A COMMUNITY in grief came together at St Senan’s Church in Kilkee to remember the late Karl Haugh, the 25-year-old father-of-one, who died in tragic circumstances at the weekend.
“It is a time of great pain, deep anguish, confusion, anger and darkness,” Fr Gerry Kenny said at his funeral mass on Wednesday afternoon, as he recalled the life of this “loveable soul”, whose time was cut so short.
In a letter read to the congregation by a relative, Karl’s mother, Bridget, said, “He was our boy, whom we loved so much. For our son to be taken away the way he was taken is the hardest part of all. Our Karl did not deserve this; what child does? When you took our son away from us that terrible night, you took me and his father’s souls with him.
“Today was the most horrific day of my and your father’s life, to say our farewell to you, our beloved son Karl. To all those who are here today, you all know the type of person Karl was. Our son Karl could be described as a strong-willed person and he was always good to his family, but I’m not saying he was a perfect son. Whose son is? He was my and his father’s son and we loved him dearly.
“Being a parent is all about taking the good with the bad. We love all our sons and daughters the exact same way. Karl, we will always love you. Our house will never be the same without you. You are with Stacey now. Please give her a kiss from us. It is not fair. My kids should be here with me.”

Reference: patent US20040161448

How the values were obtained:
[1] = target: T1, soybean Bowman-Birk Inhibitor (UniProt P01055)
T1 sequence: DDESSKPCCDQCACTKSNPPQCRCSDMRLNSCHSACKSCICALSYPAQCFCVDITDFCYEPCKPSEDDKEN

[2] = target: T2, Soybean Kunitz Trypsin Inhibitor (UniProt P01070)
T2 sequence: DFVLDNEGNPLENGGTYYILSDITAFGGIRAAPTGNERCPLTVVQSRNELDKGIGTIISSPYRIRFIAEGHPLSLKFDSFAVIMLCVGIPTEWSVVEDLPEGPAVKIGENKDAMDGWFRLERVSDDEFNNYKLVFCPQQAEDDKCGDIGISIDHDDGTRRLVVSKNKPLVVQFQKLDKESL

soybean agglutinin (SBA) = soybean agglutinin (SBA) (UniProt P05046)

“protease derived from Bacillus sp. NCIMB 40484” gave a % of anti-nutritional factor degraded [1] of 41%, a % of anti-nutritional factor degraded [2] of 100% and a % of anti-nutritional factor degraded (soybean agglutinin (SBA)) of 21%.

During the service, Fr Kenny reminded people that, in this time of deep pain, it was also a time of learning and healing.
“This is a time of great pain since the violent and tragic death of Karl last Sunday morning. It is a time of learning because it reminds us of the brevity of life. Life is a gift. It’s fragile and it also tells us that life is more than flesh and bones.
“We have a spirit and, at this moment, that spirit is crushed as we mourn Karl. We need time for those spirits to heal and to open our hearts to God’s spirit. It is not a time for reaching out or reacting in anger; neither is it a time for despair, because the God that created us still holds us in the palm of his hand. It is a time to be gentle with one another and to learn how we can heal one another.”
Karl died in University Hospital Limerick, having sustained a stab wound to the back during a violent altercation in Kilkee’s Marian Estate.
One person has been charged in connection with his death and is currently before the courts.
By Carol Byrne